BMCI==Bureau of Mines Correlation Index b./d.=Barrels per day lb./hr. =Poun-ds per hour LV percent=Liquid volume percent Wt. ratio=Weight ratio Table I COMPARISON OF CRACKING EXTRACT SEPARATELY AND MIXED WITH TOPPED CRUDE Run 1 Run 2 Risers 11, Risers Riser 54 12 and 54 V 11 and 12 Extract, b/d 2, 600 2, 600 A131 at 60 F 10 BMCI Temp. of Feed, F. 365 1110 added, b.lhr *32 .12 Steam, lh./hr *11, 000 5, 000 Catalyst/oil wt. rat *1311 23:1 Riser Outlet, F.. 960 990 Conversion, LV
percent Topued Crude, b./d API at 60 F Temp; of Feed, F I H2O added, b./hr
Steam, lb Catalyst/oilwt rati s Riser Outlet, F g O0 1V6l'Sl011, LV
percent s. #57
*Value for the mixture of extract and topped crude.
Table II P ROD UCTION Run 1 Run 2 Run 3 Topped Crude, b./d; .r 20, 000 20,000 21, 915 Extract, b./d 2, 600 2, 600 2, 845
Total Charge, b./d 22, 600 22.600 24, 760 Conversion, b./d 12, S60 12, 860 14, 090 Conversion, LV percent 57 57 57 Gasoline, bJd 9, 9, 432 10, 330 Coke, 111/111; as, 100 34, 770 38,100
Comparison of Runs 1 and 2 shows that'by operating according to the invention (Run 2) gasoline production is increased 300 barrels per day and coke production is reduced about 80,000 pounds per day at the same conver- The unit is limited to producing 38,100 pounds of coke per hour because this is the maximum amount of coke that can be burned in the regeneration step without, raising the temperature of the regenerated catalyst to a value higher than can be tolerated in the cracking operation. Thus it can be seen that practice of the invention as in Run 2 reduces coke production so that the total charge to the unit can be increased as shown in Run 3 so that gasoline production is increased to 10,330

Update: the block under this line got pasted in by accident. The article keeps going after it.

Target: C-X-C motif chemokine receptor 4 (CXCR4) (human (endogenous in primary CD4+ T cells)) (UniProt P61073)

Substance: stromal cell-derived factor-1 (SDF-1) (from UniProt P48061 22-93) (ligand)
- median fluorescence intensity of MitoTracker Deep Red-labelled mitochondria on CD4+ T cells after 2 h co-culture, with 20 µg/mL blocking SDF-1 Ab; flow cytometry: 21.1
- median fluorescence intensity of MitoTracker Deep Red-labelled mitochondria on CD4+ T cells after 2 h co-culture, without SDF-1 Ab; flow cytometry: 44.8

barrels per day at maximum coke production. This means that gasoline production can be increased by 1200 barrels per day in this unit by practice of the invention.
That which is claimed is:
1. In the catalytic cracking of hydrocarbons wherein residuum containing a relatively large amount of metal contaminants is charged to a first catalytic cracking zone admixed with hot, regenerated, dirty catalyst at a catalyst-to-oil ratio sufiicient to raise the temperature of the residuum charge to about 870 to 940 F., distillate oils containing a relatively small amount of metal contaminants are charged to a second catalytic cracking zone admixed with hot, regenerated, clean catalyst at a catalystto-oil ratio sutficient to raise the temperature of the dis tillate oils to about 890 to 980 F., cycle oils are solvent extracted, and the raflinate from the solvent extraction step are charged to the second catalytic cracking zone as a portion of the distillate oil charge, the improvement comprising charging extract from said solvent extraction step to said first catalytic cracking zone in a separate zone within said first zone admixed with hot, regenerated catalyst at a catalyst-to-oil ratio suflicient to raise the temperature of the extract charge to about 950 to 1050 F.